The second and third episodes for my series on BBC Radio Humberside (see my previous post, BBC Fun) were recorded on the 2nd of August. These episodes look at Grassland and Woodland habitats.
For Woodland, we went to Burton Bushes, a large expanse of trees next to the better known Beverly Westwood. I had never been to Burton Bushes before, so this was really exciting for me. The wood is made up of a wide selection of trees, but the main ones are Oak and Beech. Purple Hairstreak Butterflies (Neozephyrus quercus) are on the site, but I never saw any of these on my visit.
We saw an Early Thorn moth (Selenia dentaria), a species that can sometimes be seen during the day, hiding amongst the leaf litter.
An Early Thorn moth posing on a piece of wood.
We discovered numerous fungi and lichen species at Burton Bushes, including Small Stagshorn (Calocera cornea), a star species on the site, and also Beefsteak Fungus (Fistulina hepatica). The Beefsteak Fungus really did resemble a piece of beef, and if squashed it exudes a scarlet substance that resembles blood!
Small Stagshorn Fungus on a piece of wood.
We saw numerous beautiful lichen species of all different shapes, shades, and sizes. All the species that can be seen at Burton Bushes are indicators of clean air.
We came across a large Oak tree stump, which had numerous burrows going into it. It seemed likely that the uncommon Yellow-legged Clearwing (Synanthedon vespiformis) was the culprit. The larvae of this species live inside tree stumps, pupate inside the tree stump, then burrow their way out as adults. The adults will then mate and lay their eggs in the tree stump, and the cycle continues.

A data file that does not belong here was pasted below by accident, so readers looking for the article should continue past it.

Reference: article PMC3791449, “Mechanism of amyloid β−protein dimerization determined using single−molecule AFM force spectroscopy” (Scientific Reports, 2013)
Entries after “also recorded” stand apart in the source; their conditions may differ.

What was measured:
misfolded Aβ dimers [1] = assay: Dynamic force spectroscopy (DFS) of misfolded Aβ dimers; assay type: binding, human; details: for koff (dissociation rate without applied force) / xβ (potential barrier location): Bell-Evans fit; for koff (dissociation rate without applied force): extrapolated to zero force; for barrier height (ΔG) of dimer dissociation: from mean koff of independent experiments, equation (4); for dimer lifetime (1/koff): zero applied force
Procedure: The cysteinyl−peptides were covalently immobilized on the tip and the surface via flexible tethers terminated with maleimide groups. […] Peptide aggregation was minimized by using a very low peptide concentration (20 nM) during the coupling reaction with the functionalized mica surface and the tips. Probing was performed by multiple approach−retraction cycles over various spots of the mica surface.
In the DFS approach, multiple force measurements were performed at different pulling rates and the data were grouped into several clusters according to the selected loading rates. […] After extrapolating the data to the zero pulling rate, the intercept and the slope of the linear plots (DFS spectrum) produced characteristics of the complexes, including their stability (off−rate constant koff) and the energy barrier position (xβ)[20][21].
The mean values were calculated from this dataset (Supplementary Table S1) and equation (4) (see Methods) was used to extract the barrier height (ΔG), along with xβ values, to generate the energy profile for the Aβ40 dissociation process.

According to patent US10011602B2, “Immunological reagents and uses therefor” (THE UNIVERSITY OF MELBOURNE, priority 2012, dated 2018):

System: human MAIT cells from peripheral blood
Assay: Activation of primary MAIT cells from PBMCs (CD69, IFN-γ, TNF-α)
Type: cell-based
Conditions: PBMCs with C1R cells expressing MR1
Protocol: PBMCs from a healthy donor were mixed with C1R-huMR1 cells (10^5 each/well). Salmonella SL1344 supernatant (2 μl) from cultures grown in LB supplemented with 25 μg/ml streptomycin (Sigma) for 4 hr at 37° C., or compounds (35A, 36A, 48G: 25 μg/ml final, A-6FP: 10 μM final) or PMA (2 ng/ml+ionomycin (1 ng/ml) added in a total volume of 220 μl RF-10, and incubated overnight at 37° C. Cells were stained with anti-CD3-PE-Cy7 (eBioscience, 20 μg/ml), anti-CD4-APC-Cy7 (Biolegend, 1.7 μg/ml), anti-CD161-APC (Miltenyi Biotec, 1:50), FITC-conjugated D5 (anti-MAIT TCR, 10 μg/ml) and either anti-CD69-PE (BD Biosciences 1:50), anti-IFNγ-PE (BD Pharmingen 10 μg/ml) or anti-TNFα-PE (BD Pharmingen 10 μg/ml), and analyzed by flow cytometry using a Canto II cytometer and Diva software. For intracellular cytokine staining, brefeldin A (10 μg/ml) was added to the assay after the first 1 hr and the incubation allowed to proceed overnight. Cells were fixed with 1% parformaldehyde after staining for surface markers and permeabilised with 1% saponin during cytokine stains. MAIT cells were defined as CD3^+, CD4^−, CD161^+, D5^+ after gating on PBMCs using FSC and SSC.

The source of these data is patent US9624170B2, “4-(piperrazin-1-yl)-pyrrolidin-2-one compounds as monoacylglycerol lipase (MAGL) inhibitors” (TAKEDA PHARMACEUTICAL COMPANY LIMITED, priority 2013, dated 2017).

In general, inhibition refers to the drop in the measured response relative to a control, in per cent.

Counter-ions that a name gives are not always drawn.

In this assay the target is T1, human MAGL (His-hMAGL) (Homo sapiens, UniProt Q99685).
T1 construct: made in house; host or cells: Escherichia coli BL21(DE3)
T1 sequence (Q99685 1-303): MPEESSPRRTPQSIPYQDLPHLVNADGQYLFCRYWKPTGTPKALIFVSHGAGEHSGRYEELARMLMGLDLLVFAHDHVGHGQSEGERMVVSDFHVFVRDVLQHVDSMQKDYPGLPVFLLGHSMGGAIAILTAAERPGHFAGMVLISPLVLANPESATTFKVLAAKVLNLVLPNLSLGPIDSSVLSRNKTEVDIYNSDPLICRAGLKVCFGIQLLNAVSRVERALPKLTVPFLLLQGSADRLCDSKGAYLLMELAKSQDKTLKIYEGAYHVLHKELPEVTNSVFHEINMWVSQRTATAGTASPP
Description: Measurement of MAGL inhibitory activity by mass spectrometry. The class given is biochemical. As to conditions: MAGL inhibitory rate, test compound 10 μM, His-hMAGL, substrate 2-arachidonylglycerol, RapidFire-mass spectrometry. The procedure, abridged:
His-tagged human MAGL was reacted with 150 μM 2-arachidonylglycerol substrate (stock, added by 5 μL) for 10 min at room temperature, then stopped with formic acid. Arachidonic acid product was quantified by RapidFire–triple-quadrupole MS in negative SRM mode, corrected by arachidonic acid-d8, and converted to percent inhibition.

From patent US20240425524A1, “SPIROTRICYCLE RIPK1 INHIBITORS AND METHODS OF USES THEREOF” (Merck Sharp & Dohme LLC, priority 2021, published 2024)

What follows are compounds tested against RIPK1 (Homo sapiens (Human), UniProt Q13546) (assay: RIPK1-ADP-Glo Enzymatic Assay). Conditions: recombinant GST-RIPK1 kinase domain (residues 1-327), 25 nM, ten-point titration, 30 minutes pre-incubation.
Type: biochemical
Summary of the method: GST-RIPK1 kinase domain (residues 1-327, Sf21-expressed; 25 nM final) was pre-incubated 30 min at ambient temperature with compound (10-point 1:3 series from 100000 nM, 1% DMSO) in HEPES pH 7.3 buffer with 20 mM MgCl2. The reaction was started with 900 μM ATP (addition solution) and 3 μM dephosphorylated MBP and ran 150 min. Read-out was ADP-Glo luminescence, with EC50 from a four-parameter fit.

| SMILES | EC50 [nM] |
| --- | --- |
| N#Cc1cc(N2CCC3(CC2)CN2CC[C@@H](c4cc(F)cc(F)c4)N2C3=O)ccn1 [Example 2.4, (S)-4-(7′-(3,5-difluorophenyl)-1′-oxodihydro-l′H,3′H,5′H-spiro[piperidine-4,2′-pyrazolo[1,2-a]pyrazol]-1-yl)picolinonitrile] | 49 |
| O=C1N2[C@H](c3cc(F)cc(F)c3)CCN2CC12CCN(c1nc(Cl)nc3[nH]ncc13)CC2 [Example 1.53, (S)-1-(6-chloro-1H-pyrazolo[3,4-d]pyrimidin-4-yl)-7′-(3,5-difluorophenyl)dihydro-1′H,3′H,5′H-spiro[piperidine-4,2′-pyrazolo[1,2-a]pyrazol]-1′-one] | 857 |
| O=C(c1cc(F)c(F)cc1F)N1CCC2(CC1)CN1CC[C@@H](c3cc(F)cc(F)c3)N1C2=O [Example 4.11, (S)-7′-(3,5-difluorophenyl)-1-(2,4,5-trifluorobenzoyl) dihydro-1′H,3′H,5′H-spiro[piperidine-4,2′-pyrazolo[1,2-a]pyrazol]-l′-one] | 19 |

For Grassland, we moved onto Beverly Westwood, a large expanse of unspoilt Chalk Grassland. This site is grazed by cows, which means that there's quite a few cow pats. Well, I couldn't resist such a great opportunity to have a poke about in one, so I grabbed a stick and started my exploration. Numerous fly (Diptera) species and their larvae could be seen, as well as quite a few Rove Beetles (Staphylinidae). But then we found what we were really looking for: Dung Beetles (Scarabaeinae). We discovered a species that is a pretty typical sort of Dung Beetle, known as Aphodius fossor, a species that can be found on wet dung of cows and horses.
Aphodius fossor explores my cow-pat covered hand.
Exploring cow pats with a stick!
My Dad got quite jealous and found his own stick to poke piles of poo with. It became a bit of a 'Dung War' as I didn't like Dad poking about in my pile of poo!
We also heard a Yellowhammer (Emberiza citrinella) singing its little heart out, which was a complete first for me.
We also found a Meadow Puffball (Vascellum pratense), and in brilliant condition too. They prefer short grass, so places such as golf courses are perfect for them. Unfortunately, due to this habit, they are most often shredded by lawn mowers or stepped on, so discovering one in this condition was quite uncommon.
A Meadow Puffball.
All through my trip to Burton Bushes and Beverly Westwood I was taking little recordings whenever something interesting cropped up.
I had a great time, and I'm really looking forward to hearing the episodes on the radio!
In the meantime, keep on the wild side!